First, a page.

LPGA slammed as sexist for enforcing new dress code straight 'out of Sunday school'
The LPGA is copping heavy criticism for its latest dress code standards for female golfers, forbidding them from wearing plunging necklines, leggings or revealing skirts on the course.
Unsurprisingly initial reactions have been overwhelmingly negative, with Teen Vogue accusing the governing body's policy of "slut shaming" female players.
Starting this week, the LPGA will crack down on the athletes following an email to all players from LPGA player president Vicki Goetze-Ackerman, which detailed an extensive list of clothing that will no longer be allowed on course and at pro-am parties on the tour, The Guardian reported.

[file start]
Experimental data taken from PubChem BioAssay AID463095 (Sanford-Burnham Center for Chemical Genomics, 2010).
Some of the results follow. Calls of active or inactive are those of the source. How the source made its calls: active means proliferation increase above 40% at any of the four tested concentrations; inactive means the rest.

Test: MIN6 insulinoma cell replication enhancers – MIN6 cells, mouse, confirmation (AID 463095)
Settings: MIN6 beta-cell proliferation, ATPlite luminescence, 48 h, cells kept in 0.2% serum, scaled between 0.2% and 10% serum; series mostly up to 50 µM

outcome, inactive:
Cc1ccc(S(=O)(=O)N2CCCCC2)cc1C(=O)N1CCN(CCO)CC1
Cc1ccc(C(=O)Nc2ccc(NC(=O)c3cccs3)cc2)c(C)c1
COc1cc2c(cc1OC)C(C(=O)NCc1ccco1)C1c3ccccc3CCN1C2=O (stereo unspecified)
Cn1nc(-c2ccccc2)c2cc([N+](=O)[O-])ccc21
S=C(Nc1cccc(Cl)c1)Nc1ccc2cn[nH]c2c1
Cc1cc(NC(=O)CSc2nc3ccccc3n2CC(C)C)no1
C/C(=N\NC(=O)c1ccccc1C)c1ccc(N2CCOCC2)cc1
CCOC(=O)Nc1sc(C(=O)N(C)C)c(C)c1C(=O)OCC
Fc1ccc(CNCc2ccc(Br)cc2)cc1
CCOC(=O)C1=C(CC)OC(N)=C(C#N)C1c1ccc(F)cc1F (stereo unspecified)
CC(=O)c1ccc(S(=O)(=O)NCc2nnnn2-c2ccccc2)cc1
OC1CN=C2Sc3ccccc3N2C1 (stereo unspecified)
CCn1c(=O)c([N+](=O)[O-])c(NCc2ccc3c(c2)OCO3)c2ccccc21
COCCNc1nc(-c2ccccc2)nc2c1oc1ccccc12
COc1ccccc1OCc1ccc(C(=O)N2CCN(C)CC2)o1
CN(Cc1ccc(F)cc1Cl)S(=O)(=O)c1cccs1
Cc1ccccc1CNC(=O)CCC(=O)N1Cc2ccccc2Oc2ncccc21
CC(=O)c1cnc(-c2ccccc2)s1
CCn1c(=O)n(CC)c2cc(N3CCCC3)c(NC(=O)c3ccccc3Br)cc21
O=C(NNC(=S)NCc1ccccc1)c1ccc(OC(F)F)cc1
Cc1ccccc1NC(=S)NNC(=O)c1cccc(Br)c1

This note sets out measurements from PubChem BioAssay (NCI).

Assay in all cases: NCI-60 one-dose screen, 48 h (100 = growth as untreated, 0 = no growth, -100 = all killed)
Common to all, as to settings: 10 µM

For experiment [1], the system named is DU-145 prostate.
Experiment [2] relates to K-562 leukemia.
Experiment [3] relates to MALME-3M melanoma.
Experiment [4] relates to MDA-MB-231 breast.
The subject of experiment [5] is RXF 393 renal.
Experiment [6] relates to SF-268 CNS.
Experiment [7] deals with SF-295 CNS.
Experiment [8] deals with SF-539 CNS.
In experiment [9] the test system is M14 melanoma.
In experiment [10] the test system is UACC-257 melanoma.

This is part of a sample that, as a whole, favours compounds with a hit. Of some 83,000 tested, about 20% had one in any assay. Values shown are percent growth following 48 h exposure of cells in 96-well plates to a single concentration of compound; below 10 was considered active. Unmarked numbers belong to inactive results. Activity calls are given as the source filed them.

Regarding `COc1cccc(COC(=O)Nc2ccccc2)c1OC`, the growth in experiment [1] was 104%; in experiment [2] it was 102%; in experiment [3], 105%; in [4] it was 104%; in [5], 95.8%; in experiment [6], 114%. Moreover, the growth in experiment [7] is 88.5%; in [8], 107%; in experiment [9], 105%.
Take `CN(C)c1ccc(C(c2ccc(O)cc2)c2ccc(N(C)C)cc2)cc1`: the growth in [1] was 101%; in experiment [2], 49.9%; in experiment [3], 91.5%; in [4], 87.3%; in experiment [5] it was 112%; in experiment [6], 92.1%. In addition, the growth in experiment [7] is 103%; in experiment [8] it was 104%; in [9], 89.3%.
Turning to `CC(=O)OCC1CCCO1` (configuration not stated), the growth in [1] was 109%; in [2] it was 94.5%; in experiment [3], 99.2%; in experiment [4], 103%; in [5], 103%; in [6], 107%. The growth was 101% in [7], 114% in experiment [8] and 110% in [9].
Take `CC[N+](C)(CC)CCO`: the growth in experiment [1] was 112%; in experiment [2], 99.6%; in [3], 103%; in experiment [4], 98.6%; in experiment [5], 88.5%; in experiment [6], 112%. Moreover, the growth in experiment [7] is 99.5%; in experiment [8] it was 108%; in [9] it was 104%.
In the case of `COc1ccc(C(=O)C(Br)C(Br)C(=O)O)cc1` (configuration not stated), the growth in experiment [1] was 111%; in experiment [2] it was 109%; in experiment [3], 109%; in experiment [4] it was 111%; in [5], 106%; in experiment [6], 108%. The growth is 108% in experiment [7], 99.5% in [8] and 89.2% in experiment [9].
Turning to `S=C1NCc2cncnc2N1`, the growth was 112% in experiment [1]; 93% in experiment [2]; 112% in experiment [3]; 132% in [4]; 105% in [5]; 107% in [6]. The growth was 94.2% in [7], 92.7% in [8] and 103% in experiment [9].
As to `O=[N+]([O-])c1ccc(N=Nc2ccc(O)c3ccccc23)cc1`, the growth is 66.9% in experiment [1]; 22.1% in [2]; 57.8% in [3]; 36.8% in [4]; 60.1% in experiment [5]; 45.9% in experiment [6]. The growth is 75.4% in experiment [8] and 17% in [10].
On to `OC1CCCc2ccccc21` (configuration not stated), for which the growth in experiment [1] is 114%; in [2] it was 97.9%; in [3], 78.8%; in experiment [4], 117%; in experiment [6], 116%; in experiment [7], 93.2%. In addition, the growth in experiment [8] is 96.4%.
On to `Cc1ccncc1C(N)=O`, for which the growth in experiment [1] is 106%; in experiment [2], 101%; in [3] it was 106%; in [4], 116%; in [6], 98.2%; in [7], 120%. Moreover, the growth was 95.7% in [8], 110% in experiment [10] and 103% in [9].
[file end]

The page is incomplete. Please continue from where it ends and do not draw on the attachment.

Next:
A report in Golf Digest said the items listed in Goetze-Ackerman's email were:
- Racerback with a mock or regular collar are allowed (no collar = no racerback)
- Plunging necklines are NOT allowed.
- Leggings, unless under a skort or shorts, are NOT allowed
- Length of skirt, skort, and shorts MUST be long enough to not see your bottom area (even if covered by under shorts) at any time, standing or bent over.
- Joggers are NOT allowed
Players could be fined US$1000 (NZ$1370) for the first offence, with fines doubling for each subsequent breach.
Heather Daly-Donofrio, the LPGA tour's communications and tour operations officer, told Golf Digest: "The dress code requires players to present themselves in a professional manner to reflect a positive image for the game."
"While we typically evaluate our policies at the end of the year, based on input from our players, we recently made some minor adjustments to the policy to address some changing fashion trends. The specifics of the policy have been shared directly with the members."
Former European men's tour player Matt Blackey tweeted; "I'm not sure a stricter dress code will help golf's appeal," while golf writer Robert Lusetich tweeted that his former Sunday school teacher must have been writing the code, The Guardian reported.